Academic mentors wield great power. We need to feel safe talking about abuses

Academic mentors wield great power. We need to feel safe talking about abuses

I was a Black third-year medical student, fresh-faced and longing for guidance. The faculty member, a physician, was in his 60s, tall, white, and commanding. “How can we treat the patient’s infection, Adaira?” he boomed as our team made rounds on the ward. I listed answers, cashing in the hours spent with my nose buried in books. Our footsteps kept a brisk pace on the linoleum floors as he turned and gave me a slight nod. It was an expected brush of acknowledgement—no smile, no prolonged attention. Back at the workstation, I volunteered that I was interested in infectious disease. He offered to walk me through a related clinical research project. As a young Black woman student, I’d heard “I’m sorry, I’m busy” from potential mentors all too often. It would have been foolish to decline.

I hoped this project would make me a published author, a coveted accomplishment for any medical student. Over the next few months, we met regularly to develop a research plan. As a medical trainee, the presence of older white men in positions of authority is almost constant—so routine that he easily had my trust as a mentor, advocate, and sponsor. I saw nothing wrong.

And likely you saw nothing wrong.

Until everything changed.

We had just finished a meeting to solidify the project idea. We exited the building to a sky covered in a thin blanket of clouds. As we were crossing the street to head to our respective cars, he stopped, turned toward me, and casually asked, “What are you doing after this?

“Oh, I’m going shopping for a suit for an interview.”

He paused. “What color are you thinking?”

“I dunno. Probably gray?”

He stepped toward me and said, “Send me a picture of you wearing it.”

Suddenly I saw our relationship in a harsh new light. His smile was sly and he was standing closer than usual. He did not touch me, but there was an unsettled weight in the moment. I was distracted by my pulse, so I shifted my attention to the Los Angeles street scene. The yelling, the honking, the smog—that fuss was so much calmer in comparison. All I could think to do was laugh and walk to my car.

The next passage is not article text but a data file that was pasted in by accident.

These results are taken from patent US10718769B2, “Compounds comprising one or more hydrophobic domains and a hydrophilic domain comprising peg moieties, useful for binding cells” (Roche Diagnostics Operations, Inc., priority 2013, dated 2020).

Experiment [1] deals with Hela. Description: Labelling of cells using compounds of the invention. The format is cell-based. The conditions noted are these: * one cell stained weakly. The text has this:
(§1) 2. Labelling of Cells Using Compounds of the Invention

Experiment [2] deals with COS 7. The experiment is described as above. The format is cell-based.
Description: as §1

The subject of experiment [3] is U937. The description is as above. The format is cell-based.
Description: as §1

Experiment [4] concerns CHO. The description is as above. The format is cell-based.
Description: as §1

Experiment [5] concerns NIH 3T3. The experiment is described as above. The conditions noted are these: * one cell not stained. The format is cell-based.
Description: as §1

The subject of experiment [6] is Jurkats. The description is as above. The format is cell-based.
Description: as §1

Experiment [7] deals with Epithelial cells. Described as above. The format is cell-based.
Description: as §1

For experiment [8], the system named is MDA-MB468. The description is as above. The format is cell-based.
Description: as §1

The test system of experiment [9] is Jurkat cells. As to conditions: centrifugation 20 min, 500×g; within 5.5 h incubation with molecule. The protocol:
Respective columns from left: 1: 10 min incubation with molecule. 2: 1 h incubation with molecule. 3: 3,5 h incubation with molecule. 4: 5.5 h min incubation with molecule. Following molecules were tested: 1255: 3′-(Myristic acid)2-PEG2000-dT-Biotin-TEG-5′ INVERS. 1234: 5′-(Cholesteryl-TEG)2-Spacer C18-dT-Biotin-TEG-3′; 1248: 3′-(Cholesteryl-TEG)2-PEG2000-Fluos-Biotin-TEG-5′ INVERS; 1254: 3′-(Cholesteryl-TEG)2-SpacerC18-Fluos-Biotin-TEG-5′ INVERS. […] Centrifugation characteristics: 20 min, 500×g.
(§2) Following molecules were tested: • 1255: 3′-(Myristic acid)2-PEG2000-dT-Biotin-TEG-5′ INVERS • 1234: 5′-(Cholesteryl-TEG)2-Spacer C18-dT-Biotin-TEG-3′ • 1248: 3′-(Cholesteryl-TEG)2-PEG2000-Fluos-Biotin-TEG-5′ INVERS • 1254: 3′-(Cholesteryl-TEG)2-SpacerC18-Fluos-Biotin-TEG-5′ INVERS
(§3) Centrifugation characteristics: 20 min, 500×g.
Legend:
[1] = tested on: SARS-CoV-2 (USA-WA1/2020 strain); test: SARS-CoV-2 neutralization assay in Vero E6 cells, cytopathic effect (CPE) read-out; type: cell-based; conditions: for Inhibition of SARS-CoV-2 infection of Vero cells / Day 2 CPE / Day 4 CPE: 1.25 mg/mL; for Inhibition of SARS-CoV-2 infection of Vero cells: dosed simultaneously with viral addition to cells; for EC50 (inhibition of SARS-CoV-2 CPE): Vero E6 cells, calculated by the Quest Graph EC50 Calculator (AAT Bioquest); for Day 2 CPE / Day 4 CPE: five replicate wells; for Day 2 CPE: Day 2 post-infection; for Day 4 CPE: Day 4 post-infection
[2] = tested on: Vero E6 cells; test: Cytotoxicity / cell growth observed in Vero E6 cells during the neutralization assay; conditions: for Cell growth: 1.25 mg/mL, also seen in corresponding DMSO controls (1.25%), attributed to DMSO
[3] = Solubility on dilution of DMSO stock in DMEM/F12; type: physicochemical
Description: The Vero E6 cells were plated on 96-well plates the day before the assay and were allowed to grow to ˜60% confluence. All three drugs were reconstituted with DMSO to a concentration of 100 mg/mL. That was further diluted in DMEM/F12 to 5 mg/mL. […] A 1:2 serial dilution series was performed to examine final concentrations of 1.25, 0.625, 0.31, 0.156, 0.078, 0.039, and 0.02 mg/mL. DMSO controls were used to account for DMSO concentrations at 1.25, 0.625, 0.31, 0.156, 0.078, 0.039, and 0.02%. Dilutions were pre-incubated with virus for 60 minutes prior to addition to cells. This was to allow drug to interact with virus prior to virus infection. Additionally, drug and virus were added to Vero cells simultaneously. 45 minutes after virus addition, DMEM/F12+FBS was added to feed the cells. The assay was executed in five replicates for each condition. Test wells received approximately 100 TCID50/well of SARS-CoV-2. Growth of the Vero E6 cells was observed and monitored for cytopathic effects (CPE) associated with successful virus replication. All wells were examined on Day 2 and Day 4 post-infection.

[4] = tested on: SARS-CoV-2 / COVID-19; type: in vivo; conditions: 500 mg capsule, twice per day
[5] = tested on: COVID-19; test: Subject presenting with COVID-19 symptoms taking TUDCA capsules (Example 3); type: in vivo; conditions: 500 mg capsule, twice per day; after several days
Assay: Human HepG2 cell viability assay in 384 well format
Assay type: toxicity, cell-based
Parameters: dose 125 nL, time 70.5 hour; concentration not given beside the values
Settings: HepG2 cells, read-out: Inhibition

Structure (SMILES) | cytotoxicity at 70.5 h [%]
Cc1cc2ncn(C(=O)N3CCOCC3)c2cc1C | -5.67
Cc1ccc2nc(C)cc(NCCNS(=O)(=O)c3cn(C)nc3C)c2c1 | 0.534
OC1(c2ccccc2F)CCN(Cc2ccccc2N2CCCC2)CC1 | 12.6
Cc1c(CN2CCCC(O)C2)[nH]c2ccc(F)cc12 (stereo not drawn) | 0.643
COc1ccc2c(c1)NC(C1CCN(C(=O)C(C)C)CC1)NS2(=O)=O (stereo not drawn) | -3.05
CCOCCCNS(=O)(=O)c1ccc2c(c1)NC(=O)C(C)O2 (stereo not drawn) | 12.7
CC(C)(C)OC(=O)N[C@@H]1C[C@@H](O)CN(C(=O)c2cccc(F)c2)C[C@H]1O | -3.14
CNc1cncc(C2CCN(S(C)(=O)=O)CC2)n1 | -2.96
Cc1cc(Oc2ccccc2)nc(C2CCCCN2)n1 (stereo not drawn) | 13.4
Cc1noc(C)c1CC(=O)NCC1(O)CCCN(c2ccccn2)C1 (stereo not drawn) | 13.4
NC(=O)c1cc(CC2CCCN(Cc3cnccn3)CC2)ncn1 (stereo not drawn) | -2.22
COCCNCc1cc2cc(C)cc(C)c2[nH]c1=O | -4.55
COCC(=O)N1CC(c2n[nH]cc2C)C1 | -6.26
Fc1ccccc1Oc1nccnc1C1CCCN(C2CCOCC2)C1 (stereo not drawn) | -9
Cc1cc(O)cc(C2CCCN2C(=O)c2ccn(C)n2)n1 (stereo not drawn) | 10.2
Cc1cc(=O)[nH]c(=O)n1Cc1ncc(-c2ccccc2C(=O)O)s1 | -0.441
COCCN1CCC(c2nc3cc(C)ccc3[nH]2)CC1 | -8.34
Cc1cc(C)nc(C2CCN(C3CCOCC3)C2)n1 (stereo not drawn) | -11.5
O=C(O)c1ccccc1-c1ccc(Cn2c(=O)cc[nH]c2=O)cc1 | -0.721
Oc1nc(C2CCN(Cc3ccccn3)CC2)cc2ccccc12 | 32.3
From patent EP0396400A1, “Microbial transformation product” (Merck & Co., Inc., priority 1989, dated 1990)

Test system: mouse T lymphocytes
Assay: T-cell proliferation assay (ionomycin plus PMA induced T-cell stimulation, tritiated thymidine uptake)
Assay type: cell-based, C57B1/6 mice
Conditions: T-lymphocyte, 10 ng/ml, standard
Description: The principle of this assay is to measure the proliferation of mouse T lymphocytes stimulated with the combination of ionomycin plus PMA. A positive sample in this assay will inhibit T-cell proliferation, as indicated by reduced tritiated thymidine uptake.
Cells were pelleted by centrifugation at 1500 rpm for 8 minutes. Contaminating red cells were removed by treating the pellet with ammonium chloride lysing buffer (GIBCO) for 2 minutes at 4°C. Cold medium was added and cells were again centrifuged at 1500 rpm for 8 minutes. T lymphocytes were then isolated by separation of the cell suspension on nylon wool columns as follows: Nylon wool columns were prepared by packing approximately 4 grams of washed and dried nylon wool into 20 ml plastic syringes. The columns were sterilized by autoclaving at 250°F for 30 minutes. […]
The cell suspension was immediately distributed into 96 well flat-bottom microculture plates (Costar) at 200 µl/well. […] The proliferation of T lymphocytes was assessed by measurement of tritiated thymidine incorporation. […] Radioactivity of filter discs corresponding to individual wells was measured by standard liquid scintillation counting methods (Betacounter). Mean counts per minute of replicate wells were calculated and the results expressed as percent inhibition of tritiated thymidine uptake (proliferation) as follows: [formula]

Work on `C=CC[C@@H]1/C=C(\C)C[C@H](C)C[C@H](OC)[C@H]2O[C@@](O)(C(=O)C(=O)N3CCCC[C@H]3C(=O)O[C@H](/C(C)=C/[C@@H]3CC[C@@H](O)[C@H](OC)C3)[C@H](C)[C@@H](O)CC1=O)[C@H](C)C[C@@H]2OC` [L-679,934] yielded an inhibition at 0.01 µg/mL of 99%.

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Mentorship has great positive potential, but it is also ripe for misuse.

  • Adaira Landry
  • Harvard Medical School

Over the next month, I replayed and processed the conversation. This wasn’t friendly flirting with an equal. He wielded obvious currency: support, mentorship, access. Older men don’t ask young women to send them pictures by accident; his agenda was clear. I felt naïve for only thinking about how our work would launch my career while in the background he had been scripting a different plot. I was drenched in disappointment that my vulnerability had been exploited.

I knew if I spoke out, someone would try to discredit me and support him. So I didn’t tell anyone, even friends or family, let alone report him. It wasn’t just my body I needed to protect; I also needed to protect my career and reputation.

But I’m telling you now: A faculty member exploited a relationship that should have been respected.

I lost what could have been a great opportunity. I stopped reaching out to schedule meetings, effectively ending the project before it had really started. I slid the incident under the rug and decided I’d move on to a new institution after graduating.

More than a decade has passed since then. I did the academic dance: became chief resident, completed a fellowship and master’s degree, and obtained a faculty job at a wonderful institution. And I’ve come to see that the professor’s behavior is comparatively insignificant relative to the system that protected it—a system that still exists today and makes speaking out in scenarios like mine or worse feel dangerous.

Mentorship has great positive potential, but it is also ripe for misuse. Sometimes the abuses are blatant; sometimes the harm is more subtle. In all cases, mentees need to feel protected by their institutions to speak up. I can only imagine that what happened to me has happened to many others, too. But we will only know—and be able to take steps toward solutions—if people feel safe talking about it.


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